Schol Comm @ UBC Blog

Updated Canadian Author Addendum and Author Rights Guide Available

CARL, the Canadian Association of Research Libraries recently released an updated version of the Canadian Author Addendum along with an Authors Guide that supports the use of the addendum. Author addenda help authors insert legal language into their publishing contracts that allow them to retain rights in their work. This may be particularly useful in cases where grants require authors to make their work open access.

For more information and links to the resources, refer to the CARL news release.

New Checklist on Deceptive Publishers from U of Toronto

Check out this new resource to help you identify ‘predatory’ or deceptive publishers

 

Celebrate Fair Dealing Week


Fair Use/Fair Dealing Week is an annual celebration of the doctrines of fair use and fair dealing — a perfect opportunity to reflect on what is quickly becoming a pivotal period in the history of copyright in Canada. York University has appealed the decision in its case with Access Copyright, the statutory review of the Copyright Act is still underway, and the USMCA free trade agreement promises to extend the term of copyright protection by twenty years. In this climate, building increased awareness about user rights such as fair dealing is more important than ever before.

This Fair Dealing Week, SFU, UBC, Langara, KPU, Douglas, VCC and JIBC invite you to an afternoon of presentations and discussion aimed at demonstrating the value of fair dealing in a modern Canadian context and highlighting the perspectives of diverse copyright stakeholders.

You are also invited to join us for a pub night hosted by the BCLA Academic Libraries Section, to unwind and play Copyright the Card Game.

Details and registration for both events are available here.

Under Creative Construction: A TLEF Supported Project

November 7th featured an event celebrating the launch of Under Creative Construction: A More Just World, an instructional video and the second Open Educational Resource (OER) created with the support of a Library Teaching and Learning Enhancement Fund (TLEF) grant. This grant has allowed the Scholarly Communications and Copyright Office to work closely with UBC faculty and partner in the creation of open educational resources.

The video explores the importance of creativity in social and environmental justice movements around the globe. Dr. Farah Shroff talks with prominent local activists Morgane Oger and Dale Edwards about the roles that creativity and art have played in their activism, and the potential they hold in supporting justice movements. The launch was attended by students and members of the community and was simultaneously made open, allowing the work to be shared with the public.

Zachary Foote, a Graduate Academic Assistant with the Scholarly Communications and Copyright Office, worked closely with Dr. Farah Shroff in making this project a reality. This has been a great opportunity for library and faculty to explore different kinds of open educational resources, and the creativity that can be brought to their creation. One of the most surprising results of this has been the abundance of media-based projects that faculty are developing for the classroom, along with open textbooks. The creation of the instructional video with Dr. Shroff shows the breadth of paths that OERs can take, and ways that the library can support those efforts.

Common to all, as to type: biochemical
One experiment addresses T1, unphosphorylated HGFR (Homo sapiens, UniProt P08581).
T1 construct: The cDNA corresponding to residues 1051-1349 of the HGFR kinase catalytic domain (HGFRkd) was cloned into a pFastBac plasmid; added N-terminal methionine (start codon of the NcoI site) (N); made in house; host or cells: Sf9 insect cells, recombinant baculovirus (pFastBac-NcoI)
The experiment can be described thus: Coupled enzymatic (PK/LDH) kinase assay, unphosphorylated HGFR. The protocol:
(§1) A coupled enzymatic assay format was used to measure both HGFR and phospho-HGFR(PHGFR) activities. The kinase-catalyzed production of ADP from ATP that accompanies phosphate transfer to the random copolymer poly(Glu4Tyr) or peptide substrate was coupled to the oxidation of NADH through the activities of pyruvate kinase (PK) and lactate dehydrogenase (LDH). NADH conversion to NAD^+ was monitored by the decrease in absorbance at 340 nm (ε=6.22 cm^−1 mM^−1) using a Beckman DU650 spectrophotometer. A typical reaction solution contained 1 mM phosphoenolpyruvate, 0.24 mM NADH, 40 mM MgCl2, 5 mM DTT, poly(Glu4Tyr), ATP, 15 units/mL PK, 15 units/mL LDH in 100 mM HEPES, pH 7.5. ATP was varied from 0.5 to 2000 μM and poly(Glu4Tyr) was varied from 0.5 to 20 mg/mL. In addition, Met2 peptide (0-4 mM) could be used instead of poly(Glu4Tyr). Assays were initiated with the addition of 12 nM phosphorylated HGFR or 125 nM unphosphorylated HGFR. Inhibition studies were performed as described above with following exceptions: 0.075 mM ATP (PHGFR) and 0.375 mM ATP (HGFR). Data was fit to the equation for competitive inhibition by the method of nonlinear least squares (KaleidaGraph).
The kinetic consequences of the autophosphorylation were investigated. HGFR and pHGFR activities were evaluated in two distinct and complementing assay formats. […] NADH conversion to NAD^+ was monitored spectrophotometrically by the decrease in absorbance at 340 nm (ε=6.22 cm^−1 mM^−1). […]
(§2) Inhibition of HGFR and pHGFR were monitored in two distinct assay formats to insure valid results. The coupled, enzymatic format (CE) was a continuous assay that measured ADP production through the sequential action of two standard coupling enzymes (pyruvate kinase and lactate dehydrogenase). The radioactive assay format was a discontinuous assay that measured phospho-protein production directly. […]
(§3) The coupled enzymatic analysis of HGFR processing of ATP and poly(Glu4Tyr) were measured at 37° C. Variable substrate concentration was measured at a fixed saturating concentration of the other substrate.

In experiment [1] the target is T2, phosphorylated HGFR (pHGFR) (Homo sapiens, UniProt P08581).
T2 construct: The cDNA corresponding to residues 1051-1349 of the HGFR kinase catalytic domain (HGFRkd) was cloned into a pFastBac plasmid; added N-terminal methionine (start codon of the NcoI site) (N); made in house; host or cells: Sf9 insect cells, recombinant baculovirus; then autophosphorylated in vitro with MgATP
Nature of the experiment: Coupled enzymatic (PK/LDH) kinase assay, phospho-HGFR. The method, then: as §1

Open Access Week: Paywall the Movie

A documentary released earlier this year and screened as a part of UBC’s Open Access Week, Paywall: The Business of Scholarship focuses on the need for open access to science and research. Produced and directed by Jason Schmitt, a professor at Clarkson University in Potsdam, New York, this movie questions the $25.2 billion a year paid to academic publishers and the huge margin of profit gained by those businesses.

Although profitable to publishers, paywalls (restricted access to a site unless the user has paid for a description) reduce the access to scholarship. Smaller universities are often unable to afford access to the latest research and people unaffiliated with a university are unable to access it at all. Open Access is the movement responding to this by working to provide an alternative to the business of academic research. The movie describes the ins and outs of research publishing, discusses proprietary and open access, the impact of dominant publishers such as Elsevier, and how a lack of accessibility affects research.

In order to explore multiple aspects of the issue, the movie presents the information through interviews a wide range of people, including professors, CEOs, librarians, PHD students, and those involved in the publishing industry. .

This movie is a great way to get an introduction to scholarly publishing and Open Access. As in keeping with the subject the movie is free to access and download. To watch the movie either click on the video above or  follow the link here.

New UBC Funding to Support Scholarly Dissemination

With support from the Provost’s Office, UBC now offers $20,000 per year to support dissemination of Scholarship of Teaching and Learning.

Any UBC Vancouver faculty member can apply for the award, which can be used for dissemination expenses such as:

  • APC’s (article processing charges) or other fees related to publishing one’s scholarly work as open access (up to $2,000)
  • Conference registration and travel costs (up to $1,000)

Funds are managed and adjudicated by the Centre for Teaching, Learning and Technology (CTLT) and the Institute for the Scholarship of Teaching and Learning (ISoTL).

For more information see: https://isotl.ctlt.ubc.ca/sotl-dissemination-fund/